Gun Control Extremists Advocate Open Carry?!?
"Ohioans already have the right to carry guns and other weapons openly but not concealed. Anyone who believes he is in danger can holster a pistol on his waist or tote a shotgun around wherever he goes." - Columbus Dispatch anti-CCW editorial, June 22, 2001
Now that more and more citizens across the state have chosen to begin doing just that, the silence about 'Defense' Walks from liberal editorial boards like the Columbus Dispatch has been deafening.
But the Walks haven't stopped the few gun control voices left in our state from sounding off.
Ohio Coalition Against Gun Violence founder Toby Hoover once again advocated the practice of open carry on a WBGU Bowling Green panel show last week (and contradicted her own September 28 comment in the Toledo Blade: "Ms. Hoover said she and others don’t want people carrying handguns in plain sight or concealing them.")
Ohio's lone voice for the so-called "Million" Mom March is also advocating open carry over concealed carry in a letter to the editor* which is being circulated throughout the state.
The recent Ohio Supreme Court ruling created more problems for these gun control extremists than they first realized. Not only did the Court uphold the fact that citizens have a "fundamental, individual " right to bear arms for their defense and security, but they also highlighted the fact that Ohio's law is already far more liberal than some concealed carry proponents advocate.
Current law, which O'Neill and Hoover express such adoration for, requires no training requirements, background checks, or restrictive "defenseless victim" zones, as would House Bill 12. If you are legally allowed to be in possession of a firearm (i.e. not a felon), state law makes no other requirements for you to carry a firearm openly. Since they're so supportive of this, why do these gun control extremists criticize House Bill 12 for not having enough training, for allowing firearms to be carried in too many places, and for allowing too many people to carry? Their position makes no sense.
The truth is, the O'Neill and Hoover continue to advocate open carry, and to express faux concern for potential victims who wish to exercise their right to bear arms for self-defense, because they know that many cities and municipalities have laws which are in direct conflict with Ohio's Constitution, and the recent Supreme Court ruling. They know that Ohio law regarding the improper transport of fireams restricts potential victims from exercising their self-defense rights in a motor vehicle. Perhaps they even know that carrying openly presents more safety concerns, since most people are not trained in retention techniques to be used if someone tries to gain control of their firearm (such as the handful of anti-gun protestors in Cincinnati did to 'Defense' Walkers there).
As these 'Defense' Walks have progressed, law enforcement agencies across the state have expressed their belief that open carry is far less safe a form of self-defense, but that they are obligated to enforce current law. And as O'Neill and Hoover have yet again pointed out, Ohio's Wild West-style open carry IS the law.
As it turns out, it may not have been so prudent for gun control advocates to declare the Supreme Court ruling a victory. By opposing a concealed carry law, such as 45 other states in our union already have, in favor of open carry, Ohio's gun control extremists are guilty of placing their own political ideology ahead of law enforcement concerns for public safety, something for which they have oft attempted to claim the moral high ground.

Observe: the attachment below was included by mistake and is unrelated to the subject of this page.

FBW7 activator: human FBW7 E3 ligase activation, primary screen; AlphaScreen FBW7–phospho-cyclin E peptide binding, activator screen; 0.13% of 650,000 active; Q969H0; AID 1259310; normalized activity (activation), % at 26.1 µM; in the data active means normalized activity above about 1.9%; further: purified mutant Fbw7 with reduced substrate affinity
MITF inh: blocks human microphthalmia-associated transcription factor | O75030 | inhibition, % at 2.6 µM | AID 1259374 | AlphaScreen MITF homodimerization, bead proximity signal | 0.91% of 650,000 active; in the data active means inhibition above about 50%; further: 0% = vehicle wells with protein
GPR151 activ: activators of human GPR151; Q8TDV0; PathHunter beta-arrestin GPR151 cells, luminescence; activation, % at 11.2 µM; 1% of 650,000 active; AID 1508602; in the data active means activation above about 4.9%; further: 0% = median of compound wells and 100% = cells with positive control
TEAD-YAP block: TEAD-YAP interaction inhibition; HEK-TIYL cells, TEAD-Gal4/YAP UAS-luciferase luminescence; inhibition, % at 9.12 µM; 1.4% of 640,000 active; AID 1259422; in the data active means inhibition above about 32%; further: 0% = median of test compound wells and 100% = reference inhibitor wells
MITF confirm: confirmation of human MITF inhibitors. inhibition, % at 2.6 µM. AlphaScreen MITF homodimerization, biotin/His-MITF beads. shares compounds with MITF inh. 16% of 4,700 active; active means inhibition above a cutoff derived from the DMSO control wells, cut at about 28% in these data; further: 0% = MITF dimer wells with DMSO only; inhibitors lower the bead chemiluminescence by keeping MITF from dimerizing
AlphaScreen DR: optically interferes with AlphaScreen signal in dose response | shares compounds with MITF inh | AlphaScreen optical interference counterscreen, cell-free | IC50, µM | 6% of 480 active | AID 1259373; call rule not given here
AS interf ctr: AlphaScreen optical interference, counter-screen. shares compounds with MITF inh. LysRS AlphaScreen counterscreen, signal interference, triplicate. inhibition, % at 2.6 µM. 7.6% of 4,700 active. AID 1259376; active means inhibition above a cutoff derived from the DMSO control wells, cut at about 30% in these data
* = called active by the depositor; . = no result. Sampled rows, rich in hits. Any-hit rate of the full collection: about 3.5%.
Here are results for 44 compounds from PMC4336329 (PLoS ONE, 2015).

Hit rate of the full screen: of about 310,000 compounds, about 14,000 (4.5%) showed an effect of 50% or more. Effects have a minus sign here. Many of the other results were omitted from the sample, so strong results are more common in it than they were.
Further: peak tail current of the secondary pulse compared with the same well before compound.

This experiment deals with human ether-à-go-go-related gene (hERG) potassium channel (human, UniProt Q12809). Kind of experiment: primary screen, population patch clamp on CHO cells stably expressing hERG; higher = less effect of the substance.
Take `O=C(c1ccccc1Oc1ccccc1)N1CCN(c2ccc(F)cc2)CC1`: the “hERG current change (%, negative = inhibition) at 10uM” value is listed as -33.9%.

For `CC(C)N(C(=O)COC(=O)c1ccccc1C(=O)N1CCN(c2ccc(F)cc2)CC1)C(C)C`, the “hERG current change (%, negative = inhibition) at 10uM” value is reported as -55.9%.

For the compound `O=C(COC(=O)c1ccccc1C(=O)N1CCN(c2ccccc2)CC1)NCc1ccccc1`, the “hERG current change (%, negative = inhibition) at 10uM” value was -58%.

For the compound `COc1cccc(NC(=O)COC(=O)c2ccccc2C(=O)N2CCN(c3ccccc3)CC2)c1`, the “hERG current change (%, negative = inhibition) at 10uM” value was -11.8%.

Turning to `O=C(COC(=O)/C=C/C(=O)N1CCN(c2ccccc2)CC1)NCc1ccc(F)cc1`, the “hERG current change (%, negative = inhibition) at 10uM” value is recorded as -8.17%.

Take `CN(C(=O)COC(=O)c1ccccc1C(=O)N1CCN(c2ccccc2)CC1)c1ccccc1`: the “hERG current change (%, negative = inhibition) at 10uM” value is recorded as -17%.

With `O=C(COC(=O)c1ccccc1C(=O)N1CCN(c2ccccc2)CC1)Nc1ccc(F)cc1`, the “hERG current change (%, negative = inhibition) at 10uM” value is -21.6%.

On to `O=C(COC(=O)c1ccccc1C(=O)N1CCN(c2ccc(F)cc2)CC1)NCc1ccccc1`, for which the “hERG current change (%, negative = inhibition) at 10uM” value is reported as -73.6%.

Following is an archived version of O'Neill's letter.
WALKS SHOW CONCEALED CARRY IS UNNEEDED
Wednesday, October 22, 2003
EDITORIAL & COMMENT 16A
The "defense walks" that Ohio's gun supporters have staged the past few weekends offer the best proof yet that Ohio's current law banning the carrying of concealed guns works ("Protesters openly carry guns in bid to carry concealed ones,'' Dispatch article, Oct. 13).
Gun proponents are finding that when they strap on their handguns and parade around town, no one bothers them. Isn't that the point of carrying a loaded handgun openly? To prevent others from bothering you? The gun lobby's hope is that these public handgun displays will persuade the General Assembly to pass the stalled bill allowing the concealed carry of handguns.
Supporters of a concealed-carry law claim that their rights to self-protection are compromised by the ban on carrying a hidden gun. But what could be more of a deterrent to violent crime than the sight of a person carrying a gun openly? In case of attack by a violent criminal, an openly carried gun is far more accessible than one that is stuffed in a pocket or purse.
Statements by the gun lobby that carrying openly is uncomfortable or socially unacceptable won't wash. If those in the pro-gun camp genuinely are concerned for their safety, they should be willing to deal with a little disapproval from their fellow citizens.
Any prudent person carrying a loaded handgun should be a little uncomfortable. It represents a risk of instant injury or death. Carrying it concealed doesn't remove that risk; it just hides it from everyone else, which isn't fair to law-abiding citizens who may not want to expose themselves or their children to the potential deadliness of loaded guns. When a gun is carried openly, those around the carrier at least have the choice to remove themselves from the vicinity of the gun. Concealed guns take away that choice.
I hope the gun walks will make concealed-carry proponents more comfortable with their guns, calm their fears of their fellow citizens and finally convince them that they already have a legal way to protect themselves.
LORI A. O'NEILL
Greater Cleveland chapter
Million Mom March